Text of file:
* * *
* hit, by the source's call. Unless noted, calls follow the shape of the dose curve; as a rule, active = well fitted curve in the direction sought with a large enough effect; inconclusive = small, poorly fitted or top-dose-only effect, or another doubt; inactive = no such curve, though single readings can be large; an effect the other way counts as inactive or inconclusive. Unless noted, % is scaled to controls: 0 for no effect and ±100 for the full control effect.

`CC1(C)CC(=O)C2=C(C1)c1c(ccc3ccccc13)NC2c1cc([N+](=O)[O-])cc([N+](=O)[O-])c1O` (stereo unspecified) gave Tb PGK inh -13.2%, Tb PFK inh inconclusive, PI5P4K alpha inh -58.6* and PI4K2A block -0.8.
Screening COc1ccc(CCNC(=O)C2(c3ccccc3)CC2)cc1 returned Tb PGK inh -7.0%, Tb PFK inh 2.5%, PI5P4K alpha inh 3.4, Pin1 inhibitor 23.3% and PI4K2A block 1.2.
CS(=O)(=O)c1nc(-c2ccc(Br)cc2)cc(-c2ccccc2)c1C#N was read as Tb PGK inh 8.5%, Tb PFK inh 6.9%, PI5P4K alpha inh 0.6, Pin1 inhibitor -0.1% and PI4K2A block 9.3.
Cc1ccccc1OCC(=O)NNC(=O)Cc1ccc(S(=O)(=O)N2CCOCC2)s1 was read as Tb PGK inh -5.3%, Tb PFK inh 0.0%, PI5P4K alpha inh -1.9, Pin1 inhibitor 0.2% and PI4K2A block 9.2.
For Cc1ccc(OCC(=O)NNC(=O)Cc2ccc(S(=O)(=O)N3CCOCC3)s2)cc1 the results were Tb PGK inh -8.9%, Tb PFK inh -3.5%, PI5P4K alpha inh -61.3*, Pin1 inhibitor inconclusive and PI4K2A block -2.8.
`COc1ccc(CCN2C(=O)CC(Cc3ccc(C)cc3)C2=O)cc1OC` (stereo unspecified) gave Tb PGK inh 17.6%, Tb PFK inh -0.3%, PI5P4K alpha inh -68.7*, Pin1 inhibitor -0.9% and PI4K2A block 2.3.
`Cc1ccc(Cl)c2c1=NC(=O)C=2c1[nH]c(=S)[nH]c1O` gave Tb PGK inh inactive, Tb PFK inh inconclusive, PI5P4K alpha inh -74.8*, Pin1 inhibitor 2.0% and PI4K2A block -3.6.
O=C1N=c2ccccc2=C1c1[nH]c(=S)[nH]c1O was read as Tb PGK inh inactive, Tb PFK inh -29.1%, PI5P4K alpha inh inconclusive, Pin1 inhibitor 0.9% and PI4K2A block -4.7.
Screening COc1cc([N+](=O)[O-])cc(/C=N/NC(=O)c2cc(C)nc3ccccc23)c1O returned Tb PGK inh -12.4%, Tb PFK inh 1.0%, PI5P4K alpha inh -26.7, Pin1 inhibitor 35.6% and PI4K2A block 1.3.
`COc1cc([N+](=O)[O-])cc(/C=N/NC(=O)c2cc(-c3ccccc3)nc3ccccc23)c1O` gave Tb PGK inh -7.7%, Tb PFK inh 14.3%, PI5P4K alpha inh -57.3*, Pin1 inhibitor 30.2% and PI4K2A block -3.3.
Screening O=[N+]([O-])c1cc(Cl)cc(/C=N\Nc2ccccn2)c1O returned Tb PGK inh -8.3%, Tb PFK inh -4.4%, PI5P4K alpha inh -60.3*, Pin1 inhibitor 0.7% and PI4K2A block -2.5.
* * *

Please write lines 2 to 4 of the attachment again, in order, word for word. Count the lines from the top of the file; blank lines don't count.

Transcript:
`CC1(C)CC(=O)C2=C(C1)c1c(ccc3ccccc13)NC2c1cc([N+](=O)[O-])cc([N+](=O)[O-])c1O` (stereo unspecified) gave Tb PGK inh -13.2%, Tb PFK inh inconclusive, PI5P4K alpha inh -58.6* and PI4K2A block -0.8.
Screening COc1ccc(CCNC(=O)C2(c3ccccc3)CC2)cc1 returned Tb PGK inh -7.0%, Tb PFK inh 2.5%, PI5P4K alpha inh 3.4, Pin1 inhibitor 23.3% and PI4K2A block 1.2.
CS(=O)(=O)c1nc(-c2ccc(Br)cc2)cc(-c2ccccc2)c1C#N was read as Tb PGK inh 8.5%, Tb PFK inh 6.9%, PI5P4K alpha inh 0.6, Pin1 inhibitor -0.1% and PI4K2A block 9.3.